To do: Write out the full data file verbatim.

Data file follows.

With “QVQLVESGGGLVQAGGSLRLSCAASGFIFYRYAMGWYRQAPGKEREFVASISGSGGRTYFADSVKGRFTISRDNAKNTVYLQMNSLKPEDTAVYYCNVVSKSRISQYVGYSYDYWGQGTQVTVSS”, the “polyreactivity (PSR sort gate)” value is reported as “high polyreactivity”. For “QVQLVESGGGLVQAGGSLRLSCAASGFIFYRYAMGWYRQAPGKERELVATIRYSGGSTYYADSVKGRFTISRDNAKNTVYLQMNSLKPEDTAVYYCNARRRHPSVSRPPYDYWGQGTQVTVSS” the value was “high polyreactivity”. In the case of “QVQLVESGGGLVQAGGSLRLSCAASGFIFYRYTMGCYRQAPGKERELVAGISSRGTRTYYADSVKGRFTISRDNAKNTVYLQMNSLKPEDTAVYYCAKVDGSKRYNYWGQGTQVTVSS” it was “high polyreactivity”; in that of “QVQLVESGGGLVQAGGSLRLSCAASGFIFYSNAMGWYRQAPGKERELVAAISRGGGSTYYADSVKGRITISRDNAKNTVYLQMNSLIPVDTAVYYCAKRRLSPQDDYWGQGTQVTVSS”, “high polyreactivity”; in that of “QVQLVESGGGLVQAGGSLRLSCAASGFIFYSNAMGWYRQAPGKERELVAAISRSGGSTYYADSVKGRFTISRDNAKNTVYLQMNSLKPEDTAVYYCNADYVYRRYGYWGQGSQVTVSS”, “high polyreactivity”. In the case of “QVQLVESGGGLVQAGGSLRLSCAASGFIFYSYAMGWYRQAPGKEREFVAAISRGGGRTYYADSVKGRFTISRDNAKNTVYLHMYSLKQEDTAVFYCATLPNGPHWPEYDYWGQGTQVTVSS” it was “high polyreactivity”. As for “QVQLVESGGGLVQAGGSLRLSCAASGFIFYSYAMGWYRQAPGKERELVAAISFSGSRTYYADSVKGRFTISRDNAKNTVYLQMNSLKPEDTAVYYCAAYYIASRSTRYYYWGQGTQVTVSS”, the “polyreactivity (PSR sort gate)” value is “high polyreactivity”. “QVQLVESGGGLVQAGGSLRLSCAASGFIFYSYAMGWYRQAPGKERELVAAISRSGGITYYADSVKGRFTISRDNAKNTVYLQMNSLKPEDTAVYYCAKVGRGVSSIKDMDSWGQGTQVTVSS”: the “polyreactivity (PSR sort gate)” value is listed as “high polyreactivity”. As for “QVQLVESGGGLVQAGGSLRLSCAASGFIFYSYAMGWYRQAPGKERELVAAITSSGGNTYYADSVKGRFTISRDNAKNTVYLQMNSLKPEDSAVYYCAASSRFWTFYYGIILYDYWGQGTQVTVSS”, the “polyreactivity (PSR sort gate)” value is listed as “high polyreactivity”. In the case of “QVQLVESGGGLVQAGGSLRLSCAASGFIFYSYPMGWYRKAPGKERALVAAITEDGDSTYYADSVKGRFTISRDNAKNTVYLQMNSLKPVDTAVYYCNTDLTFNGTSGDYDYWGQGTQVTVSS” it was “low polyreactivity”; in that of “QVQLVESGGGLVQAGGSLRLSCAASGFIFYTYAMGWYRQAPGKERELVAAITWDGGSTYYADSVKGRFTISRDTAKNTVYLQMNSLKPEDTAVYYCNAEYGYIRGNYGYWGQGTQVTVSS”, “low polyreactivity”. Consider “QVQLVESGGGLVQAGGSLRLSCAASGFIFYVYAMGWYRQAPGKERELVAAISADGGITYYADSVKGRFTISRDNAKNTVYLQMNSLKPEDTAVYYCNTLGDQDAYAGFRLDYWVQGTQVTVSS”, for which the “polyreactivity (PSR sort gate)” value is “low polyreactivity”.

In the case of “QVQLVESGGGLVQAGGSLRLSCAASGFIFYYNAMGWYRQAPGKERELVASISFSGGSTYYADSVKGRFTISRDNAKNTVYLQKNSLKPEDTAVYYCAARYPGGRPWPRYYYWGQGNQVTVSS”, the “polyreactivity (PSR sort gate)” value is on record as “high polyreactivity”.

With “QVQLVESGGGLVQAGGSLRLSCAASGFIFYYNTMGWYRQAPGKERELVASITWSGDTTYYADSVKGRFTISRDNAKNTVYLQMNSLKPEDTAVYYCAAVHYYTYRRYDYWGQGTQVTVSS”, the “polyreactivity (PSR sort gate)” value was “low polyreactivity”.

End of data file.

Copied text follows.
With “QVQLVESGGGLVQAGGSLRLSCAASGFIFYRYAMGWYRQAPGKEREFVASISGSGGRTYFADSVKGRFTISRDNAKNTVYLQMNSLKPEDTAVYYCNVVSKSRISQYVGYSYDYWGQGTQVTVSS”, the “polyreactivity (PSR sort gate)” value is reported as “high polyreactivity”. For “QVQLVESGGGLVQAGGSLRLSCAASGFIFYRYAMGWYRQAPGKERELVATIRYSGGSTYYADSVKGRFTISRDNAKNTVYLQMNSLKPEDTAVYYCNARRRHPSVSRPPYDYWGQGTQVTVSS” the value was “high polyreactivity”. In the case of “QVQLVESGGGLVQAGGSLRLSCAASGFIFYRYTMGCYRQAPGKERELVAGISSRGTRTYYADSVKGRFTISRDNAKNTVYLQMNSLKPEDTAVYYCAKVDGSKRYNYWGQGTQVTVSS” it was “high polyreactivity”; in that of “QVQLVESGGGLVQAGGSLRLSCAASGFIFYSNAMGWYRQAPGKERELVAAISRGGGSTYYADSVKGRITISRDNAKNTVYLQMNSLIPVDTAVYYCAKRRLSPQDDYWGQGTQVTVSS”, “high polyreactivity”; in that of “QVQLVESGGGLVQAGGSLRLSCAASGFIFYSNAMGWYRQAPGKERELVAAISRSGGSTYYADSVKGRFTISRDNAKNTVYLQMNSLKPEDTAVYYCNADYVYRRYGYWGQGSQVTVSS”, “high polyreactivity”. In the case of “QVQLVESGGGLVQAGGSLRLSCAASGFIFYSYAMGWYRQAPGKEREFVAAISRGGGRTYYADSVKGRFTISRDNAKNTVYLHMYSLKQEDTAVFYCATLPNGPHWPEYDYWGQGTQVTVSS” it was “high polyreactivity”. As for “QVQLVESGGGLVQAGGSLRLSCAASGFIFYSYAMGWYRQAPGKERELVAAISFSGSRTYYADSVKGRFTISRDNAKNTVYLQMNSLKPEDTAVYYCAAYYIASRSTRYYYWGQGTQVTVSS”, the “polyreactivity (PSR sort gate)” value is “high polyreactivity”. “QVQLVESGGGLVQAGGSLRLSCAASGFIFYSYAMGWYRQAPGKERELVAAISRSGGITYYADSVKGRFTISRDNAKNTVYLQMNSLKPEDTAVYYCAKVGRGVSSIKDMDSWGQGTQVTVSS”: the “polyreactivity (PSR sort gate)” value is listed as “high polyreactivity”. As for “QVQLVESGGGLVQAGGSLRLSCAASGFIFYSYAMGWYRQAPGKERELVAAITSSGGNTYYADSVKGRFTISRDNAKNTVYLQMNSLKPEDSAVYYCAASSRFWTFYYGIILYDYWGQGTQVTVSS”, the “polyreactivity (PSR sort gate)” value is listed as “high polyreactivity”. In the case of “QVQLVESGGGLVQAGGSLRLSCAASGFIFYSYPMGWYRKAPGKERALVAAITEDGDSTYYADSVKGRFTISRDNAKNTVYLQMNSLKPVDTAVYYCNTDLTFNGTSGDYDYWGQGTQVTVSS” it was “low polyreactivity”; in that of “QVQLVESGGGLVQAGGSLRLSCAASGFIFYTYAMGWYRQAPGKERELVAAITWDGGSTYYADSVKGRFTISRDTAKNTVYLQMNSLKPEDTAVYYCNAEYGYIRGNYGYWGQGTQVTVSS”, “low polyreactivity”. Consider “QVQLVESGGGLVQAGGSLRLSCAASGFIFYVYAMGWYRQAPGKERELVAAISADGGITYYADSVKGRFTISRDNAKNTVYLQMNSLKPEDTAVYYCNTLGDQDAYAGFRLDYWVQGTQVTVSS”, for which the “polyreactivity (PSR sort gate)” value is “low polyreactivity”.

In the case of “QVQLVESGGGLVQAGGSLRLSCAASGFIFYYNAMGWYRQAPGKERELVASISFSGGSTYYADSVKGRFTISRDNAKNTVYLQKNSLKPEDTAVYYCAARYPGGRPWPRYYYWGQGNQVTVSS”, the “polyreactivity (PSR sort gate)” value is on record as “high polyreactivity”.

With “QVQLVESGGGLVQAGGSLRLSCAASGFIFYYNTMGWYRQAPGKERELVASITWSGDTTYYADSVKGRFTISRDNAKNTVYLQMNSLKPEDTAVYYCAAVHYYTYRRYDYWGQGTQVTVSS”, the “polyreactivity (PSR sort gate)” value was “low polyreactivity”.